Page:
Ettinger ranked in best-performing list; Outgoing Hormel CEO No. 84 on Harvard Business Review’s best- performing CEO countdown

Published 10:50 am Friday, October 21, 2016



Hormel Foods Corp. CEO Jeffrey Ettinger is going out on top.

About a week before Ettinger retires as CEO on Oct. 30, he was ranked No. 84 on the Harvard Business Review’s best-performing CEOs in the world list.

He joined fellow Minnesota CEOs Doug Baker Jr. of St. Paul’s Ecolab, No. 41, and Ken Powell of Golden Valley’s General Mills, No. 71, on the annual listing.

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Ettinger has been with Hormel since 1989 and became Hormel’s chairman of the board, president and CEO in 2006. James Snee, who will take over as CEO Oct. 31, became company president last October. Ettinger will continue to serve as Hormel Foods chairman of the board.

In July leading up to Hormel’s 125th anniversary, Ettinger noted how it had been an exciting era to watch the company’s growth, going from about $2.8 billion in sales in 1991 to about $5 billion in shares a decade ago when Ettinger became CEO to about $9.3 billion last year.

And as the company celebrated its growth and new acquisitions over 125 years, Ettinger said that many Hormel Foods mainstays — such as: Spam, Hormel Pepperoni or Cure 81 Hams — are still showing growth.

Under Ettinger’s leadership, Hormel Foods has grown through acquisitions, organic growth and a continued focus on new product innovation.

In May 2016, Hormel Foods acquired Justin’s LLC, a maker of nut butter spreads and products, for $286 million.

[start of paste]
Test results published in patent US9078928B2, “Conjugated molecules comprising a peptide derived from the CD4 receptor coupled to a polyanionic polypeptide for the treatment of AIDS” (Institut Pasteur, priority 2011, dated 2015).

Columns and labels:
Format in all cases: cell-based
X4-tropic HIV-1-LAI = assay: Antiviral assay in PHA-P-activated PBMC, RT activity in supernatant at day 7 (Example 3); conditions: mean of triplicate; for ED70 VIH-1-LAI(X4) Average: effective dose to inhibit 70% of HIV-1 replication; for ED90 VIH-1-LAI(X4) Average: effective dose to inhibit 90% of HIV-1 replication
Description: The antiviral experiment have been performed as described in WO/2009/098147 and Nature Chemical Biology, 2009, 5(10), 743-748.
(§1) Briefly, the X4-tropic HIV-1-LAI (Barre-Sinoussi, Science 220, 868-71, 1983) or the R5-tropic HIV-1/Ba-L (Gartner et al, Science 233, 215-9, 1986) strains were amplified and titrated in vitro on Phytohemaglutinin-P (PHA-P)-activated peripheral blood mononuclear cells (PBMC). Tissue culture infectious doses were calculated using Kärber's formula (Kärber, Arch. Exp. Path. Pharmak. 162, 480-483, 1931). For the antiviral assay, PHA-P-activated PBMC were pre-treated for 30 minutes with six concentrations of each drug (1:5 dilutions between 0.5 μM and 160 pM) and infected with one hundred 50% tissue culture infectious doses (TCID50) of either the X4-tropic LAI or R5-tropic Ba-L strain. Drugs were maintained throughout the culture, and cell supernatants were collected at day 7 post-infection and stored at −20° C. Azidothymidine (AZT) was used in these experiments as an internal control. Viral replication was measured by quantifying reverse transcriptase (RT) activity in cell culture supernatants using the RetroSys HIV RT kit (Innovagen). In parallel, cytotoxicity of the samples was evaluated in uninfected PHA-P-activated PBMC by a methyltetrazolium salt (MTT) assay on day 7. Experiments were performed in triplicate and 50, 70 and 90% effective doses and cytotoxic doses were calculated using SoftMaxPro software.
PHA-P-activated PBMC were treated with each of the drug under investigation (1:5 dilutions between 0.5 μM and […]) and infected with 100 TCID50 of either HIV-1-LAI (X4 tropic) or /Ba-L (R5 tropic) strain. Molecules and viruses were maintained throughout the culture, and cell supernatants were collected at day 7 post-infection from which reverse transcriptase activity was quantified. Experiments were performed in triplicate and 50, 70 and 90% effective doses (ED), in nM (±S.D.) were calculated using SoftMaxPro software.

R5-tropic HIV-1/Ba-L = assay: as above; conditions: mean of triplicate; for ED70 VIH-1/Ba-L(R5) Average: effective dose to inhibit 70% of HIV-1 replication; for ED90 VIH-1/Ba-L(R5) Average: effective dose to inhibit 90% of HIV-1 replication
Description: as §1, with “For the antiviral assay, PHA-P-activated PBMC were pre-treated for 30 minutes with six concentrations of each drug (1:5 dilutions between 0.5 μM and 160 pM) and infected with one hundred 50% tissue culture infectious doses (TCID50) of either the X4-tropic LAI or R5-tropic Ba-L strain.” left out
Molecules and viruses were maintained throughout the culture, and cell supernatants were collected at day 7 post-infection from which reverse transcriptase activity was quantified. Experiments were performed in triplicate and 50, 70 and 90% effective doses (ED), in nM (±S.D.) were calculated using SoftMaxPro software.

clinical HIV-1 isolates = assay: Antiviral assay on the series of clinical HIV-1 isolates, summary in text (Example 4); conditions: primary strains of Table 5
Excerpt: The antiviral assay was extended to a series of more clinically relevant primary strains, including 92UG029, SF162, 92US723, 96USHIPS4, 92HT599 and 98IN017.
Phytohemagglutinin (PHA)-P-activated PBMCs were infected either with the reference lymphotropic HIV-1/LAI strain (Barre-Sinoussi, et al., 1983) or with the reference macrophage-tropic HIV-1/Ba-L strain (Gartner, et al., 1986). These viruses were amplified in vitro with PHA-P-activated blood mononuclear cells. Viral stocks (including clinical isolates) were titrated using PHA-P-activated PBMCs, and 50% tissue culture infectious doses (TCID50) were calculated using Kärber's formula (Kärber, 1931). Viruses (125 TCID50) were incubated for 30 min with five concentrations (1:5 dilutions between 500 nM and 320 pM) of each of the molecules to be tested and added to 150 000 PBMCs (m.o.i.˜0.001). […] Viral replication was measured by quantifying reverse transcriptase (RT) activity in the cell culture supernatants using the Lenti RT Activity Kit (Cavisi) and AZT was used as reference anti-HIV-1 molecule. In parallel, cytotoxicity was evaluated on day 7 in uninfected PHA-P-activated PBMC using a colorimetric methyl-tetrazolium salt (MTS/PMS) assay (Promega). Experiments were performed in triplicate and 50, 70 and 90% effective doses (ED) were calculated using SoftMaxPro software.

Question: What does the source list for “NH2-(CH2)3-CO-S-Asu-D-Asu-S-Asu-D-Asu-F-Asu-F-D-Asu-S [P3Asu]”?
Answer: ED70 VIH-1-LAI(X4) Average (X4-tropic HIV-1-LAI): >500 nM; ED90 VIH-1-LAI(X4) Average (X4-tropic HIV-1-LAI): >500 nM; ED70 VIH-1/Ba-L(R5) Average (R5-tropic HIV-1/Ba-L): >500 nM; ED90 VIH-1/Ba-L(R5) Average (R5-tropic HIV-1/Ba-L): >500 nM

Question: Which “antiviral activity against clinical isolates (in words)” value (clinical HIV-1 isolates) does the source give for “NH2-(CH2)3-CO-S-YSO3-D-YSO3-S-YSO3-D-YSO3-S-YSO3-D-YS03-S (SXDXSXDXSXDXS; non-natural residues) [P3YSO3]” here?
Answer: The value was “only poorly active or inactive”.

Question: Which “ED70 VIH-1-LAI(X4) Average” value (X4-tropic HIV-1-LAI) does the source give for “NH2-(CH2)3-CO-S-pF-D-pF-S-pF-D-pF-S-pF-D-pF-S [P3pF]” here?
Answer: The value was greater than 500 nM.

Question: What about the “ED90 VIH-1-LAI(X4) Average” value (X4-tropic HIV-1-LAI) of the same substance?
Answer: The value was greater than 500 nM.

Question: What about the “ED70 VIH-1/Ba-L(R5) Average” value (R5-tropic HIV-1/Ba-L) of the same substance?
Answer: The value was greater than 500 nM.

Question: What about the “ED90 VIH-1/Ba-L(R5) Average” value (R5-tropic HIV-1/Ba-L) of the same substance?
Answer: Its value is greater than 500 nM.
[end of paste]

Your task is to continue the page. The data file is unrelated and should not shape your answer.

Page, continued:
The Justin’s purchase came after the company had made several large acquisitions in recent years, including: Applegate Farms for $775 million, Wholly Guacamole for about $140 million, CytoSports Holdings for $450 million, and Skippy for $700 million. Those represent four of the largest five acquisitions in the company’s history.

In 2016, Ettinger was named as one of the 30 World’s Best CEOs by Barron’s, and he was named Executive of the Year by the 2016 Best in Biz Awards International.

In 2012, he was named Responsible CEO of the Year by Corporate Responsibility magazine. In addition, Ettinger is the founding chair of the company’s diversity and inclusion council, which aims to meet the growing needs of its diverse workforce and consumer base.

After reporting record earnings of $195.7 million for the third quarter, Hormel was looking ahead to a strong 2017.

“Our early look into fiscal 2017 shows us once again growing sales and earnings,” Snee said last month.

The Harvard Business Review’s list, which has been released since 2010, aims to measure CEOs’ effectiveness over a long term rather than by short-term results and public opinion.